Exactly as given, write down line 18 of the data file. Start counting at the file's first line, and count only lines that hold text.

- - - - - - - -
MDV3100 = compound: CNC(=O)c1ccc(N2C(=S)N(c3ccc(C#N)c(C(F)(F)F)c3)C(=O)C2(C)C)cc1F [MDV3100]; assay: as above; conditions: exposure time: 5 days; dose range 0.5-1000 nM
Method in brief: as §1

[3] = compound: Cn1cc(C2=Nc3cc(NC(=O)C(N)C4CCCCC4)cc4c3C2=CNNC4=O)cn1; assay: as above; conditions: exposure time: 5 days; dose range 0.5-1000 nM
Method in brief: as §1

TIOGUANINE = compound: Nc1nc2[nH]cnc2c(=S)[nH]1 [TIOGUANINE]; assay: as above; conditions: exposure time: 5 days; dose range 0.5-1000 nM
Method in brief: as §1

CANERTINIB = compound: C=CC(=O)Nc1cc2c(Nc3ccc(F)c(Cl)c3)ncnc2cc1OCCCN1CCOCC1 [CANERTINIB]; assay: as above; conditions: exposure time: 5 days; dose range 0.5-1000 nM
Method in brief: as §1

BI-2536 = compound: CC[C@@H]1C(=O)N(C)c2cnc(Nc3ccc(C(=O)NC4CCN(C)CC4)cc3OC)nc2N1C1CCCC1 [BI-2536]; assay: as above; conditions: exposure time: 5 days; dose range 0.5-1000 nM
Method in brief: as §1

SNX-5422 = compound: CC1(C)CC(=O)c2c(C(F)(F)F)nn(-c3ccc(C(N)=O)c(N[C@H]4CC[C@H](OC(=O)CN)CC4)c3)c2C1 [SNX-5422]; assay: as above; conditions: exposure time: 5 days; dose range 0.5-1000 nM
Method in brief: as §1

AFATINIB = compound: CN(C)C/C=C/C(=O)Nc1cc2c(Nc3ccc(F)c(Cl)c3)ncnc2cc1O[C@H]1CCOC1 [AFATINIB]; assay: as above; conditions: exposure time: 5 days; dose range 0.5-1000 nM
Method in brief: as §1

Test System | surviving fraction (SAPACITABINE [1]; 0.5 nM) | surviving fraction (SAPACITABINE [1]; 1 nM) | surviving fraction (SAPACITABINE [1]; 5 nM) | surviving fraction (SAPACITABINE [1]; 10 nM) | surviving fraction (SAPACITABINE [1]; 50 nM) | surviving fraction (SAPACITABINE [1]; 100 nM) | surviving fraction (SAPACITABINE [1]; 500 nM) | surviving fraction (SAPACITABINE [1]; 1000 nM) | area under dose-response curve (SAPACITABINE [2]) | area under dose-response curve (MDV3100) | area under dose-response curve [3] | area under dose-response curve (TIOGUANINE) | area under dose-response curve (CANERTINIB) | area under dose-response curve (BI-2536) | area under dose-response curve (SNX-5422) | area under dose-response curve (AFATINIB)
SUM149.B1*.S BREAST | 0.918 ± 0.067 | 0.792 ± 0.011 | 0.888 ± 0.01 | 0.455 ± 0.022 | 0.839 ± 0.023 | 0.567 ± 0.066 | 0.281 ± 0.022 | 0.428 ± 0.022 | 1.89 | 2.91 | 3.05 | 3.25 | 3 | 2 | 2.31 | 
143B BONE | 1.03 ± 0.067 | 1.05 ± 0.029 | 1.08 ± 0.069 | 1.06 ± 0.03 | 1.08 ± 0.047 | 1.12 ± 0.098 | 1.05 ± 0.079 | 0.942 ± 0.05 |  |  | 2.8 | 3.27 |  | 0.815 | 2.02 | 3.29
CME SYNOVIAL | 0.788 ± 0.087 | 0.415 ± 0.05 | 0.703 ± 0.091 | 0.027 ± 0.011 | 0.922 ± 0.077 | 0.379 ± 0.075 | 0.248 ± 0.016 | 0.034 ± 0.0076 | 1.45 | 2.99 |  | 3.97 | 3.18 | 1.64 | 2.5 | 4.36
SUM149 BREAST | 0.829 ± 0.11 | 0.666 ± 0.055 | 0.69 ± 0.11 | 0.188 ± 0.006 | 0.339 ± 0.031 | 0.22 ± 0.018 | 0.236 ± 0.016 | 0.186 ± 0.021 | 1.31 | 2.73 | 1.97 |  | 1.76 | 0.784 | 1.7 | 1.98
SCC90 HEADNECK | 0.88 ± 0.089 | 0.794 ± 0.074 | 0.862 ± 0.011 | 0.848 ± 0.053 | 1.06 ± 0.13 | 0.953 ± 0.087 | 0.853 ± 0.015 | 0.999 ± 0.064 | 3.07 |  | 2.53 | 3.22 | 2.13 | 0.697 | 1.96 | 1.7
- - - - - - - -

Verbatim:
CME SYNOVIAL | 0.788 ± 0.087 | 0.415 ± 0.05 | 0.703 ± 0.091 | 0.027 ± 0.011 | 0.922 ± 0.077 | 0.379 ± 0.075 | 0.248 ± 0.016 | 0.034 ± 0.0076 | 1.45 | 2.99 |  | 3.97 | 3.18 | 1.64 | 2.5 | 4.36